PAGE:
The exact relationship of the questionnaire to collegiate success varies between blacks and whites. For whites, the variables significantly add to the prediction of grades, while for blacks, they are related to both grades and enrollment status. Tracey and Sedlacek (in press) further found that the use of the non-cognitive variables alone (without SAT scores) yielded a significant higher correlation with black student retention than did SAT scores alone. They also demonstrated the importance of predicting criteria beyond the freshman year. Studies which predict only freshman grades tend to give different results. and are more likely to be unfair to minorities (Farver, Sedlacek and Brooks, 1975; Kalingall, 1971).


Lockett (1980), using a modification of the noncognitive questionnaire presented here, found that the variables correlated with grades and satisfaction with the college environment for the black students. Given this reliability and validity, the non-cognitive variables appear to be useful in increasing



minority student retention.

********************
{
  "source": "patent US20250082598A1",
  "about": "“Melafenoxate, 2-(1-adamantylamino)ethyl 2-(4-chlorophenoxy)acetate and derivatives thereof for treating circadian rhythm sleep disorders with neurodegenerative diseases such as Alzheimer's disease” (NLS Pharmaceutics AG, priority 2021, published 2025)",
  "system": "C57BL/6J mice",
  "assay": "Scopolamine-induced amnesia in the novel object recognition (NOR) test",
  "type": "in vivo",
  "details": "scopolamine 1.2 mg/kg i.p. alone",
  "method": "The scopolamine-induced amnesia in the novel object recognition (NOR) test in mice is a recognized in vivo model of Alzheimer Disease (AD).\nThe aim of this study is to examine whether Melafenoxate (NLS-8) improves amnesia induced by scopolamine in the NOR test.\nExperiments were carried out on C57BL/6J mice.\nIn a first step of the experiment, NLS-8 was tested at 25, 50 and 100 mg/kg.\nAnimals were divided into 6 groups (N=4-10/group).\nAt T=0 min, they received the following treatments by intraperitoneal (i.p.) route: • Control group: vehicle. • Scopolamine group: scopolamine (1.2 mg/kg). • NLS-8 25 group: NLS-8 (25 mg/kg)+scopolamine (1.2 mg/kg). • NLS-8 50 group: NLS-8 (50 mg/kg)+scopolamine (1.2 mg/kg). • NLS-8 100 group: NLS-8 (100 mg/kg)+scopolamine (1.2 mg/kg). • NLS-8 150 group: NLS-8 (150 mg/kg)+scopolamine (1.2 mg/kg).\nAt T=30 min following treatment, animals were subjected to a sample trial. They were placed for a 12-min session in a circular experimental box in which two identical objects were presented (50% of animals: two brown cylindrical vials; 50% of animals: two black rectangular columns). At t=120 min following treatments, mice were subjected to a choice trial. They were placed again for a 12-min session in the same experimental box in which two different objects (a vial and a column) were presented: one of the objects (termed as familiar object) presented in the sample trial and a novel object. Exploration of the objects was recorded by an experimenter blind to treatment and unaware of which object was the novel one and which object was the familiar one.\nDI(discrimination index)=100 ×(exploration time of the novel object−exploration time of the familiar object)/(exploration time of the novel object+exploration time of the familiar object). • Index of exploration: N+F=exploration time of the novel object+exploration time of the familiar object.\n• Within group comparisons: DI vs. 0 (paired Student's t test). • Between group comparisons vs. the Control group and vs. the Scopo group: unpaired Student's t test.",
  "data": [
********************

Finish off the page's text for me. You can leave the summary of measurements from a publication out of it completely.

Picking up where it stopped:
Among others, the Association of American Medical Colleges (Prieto et al., 1975; Sedlacek and Prieto, 1952) and the Mexican American Legal. Defense and Educational Fund (Brown and Marenco, 1980) recommend the use of the noncognitive variables discussed here. Additionally, Brown and Marenco offer a system of scoring the noncognitive variables which is particularly applicable to law schools.


The variables also could be of value after admission. Students could be given the questionnaire before matriculation, and those students lacking in the dimensions that are related to collegiate success could be identified. Programs aimed specifically at particular variables for particular students could then be initiated. Thus, efforts could be optimally employed with the best chance of retaining students, given the particular resources of a given institution. The Counseling Center at the University of Maryland, College Park, (UMCP) has planned and is currently implementing an intervention for black students based on these noncognitive variables. The intervention is part of an overall program of small sample research-based attempts to reduce student attrition (Boyd, Magoon & Leonard, 1952). If the small scale intervention works, it will be implemented for all students at UMCP.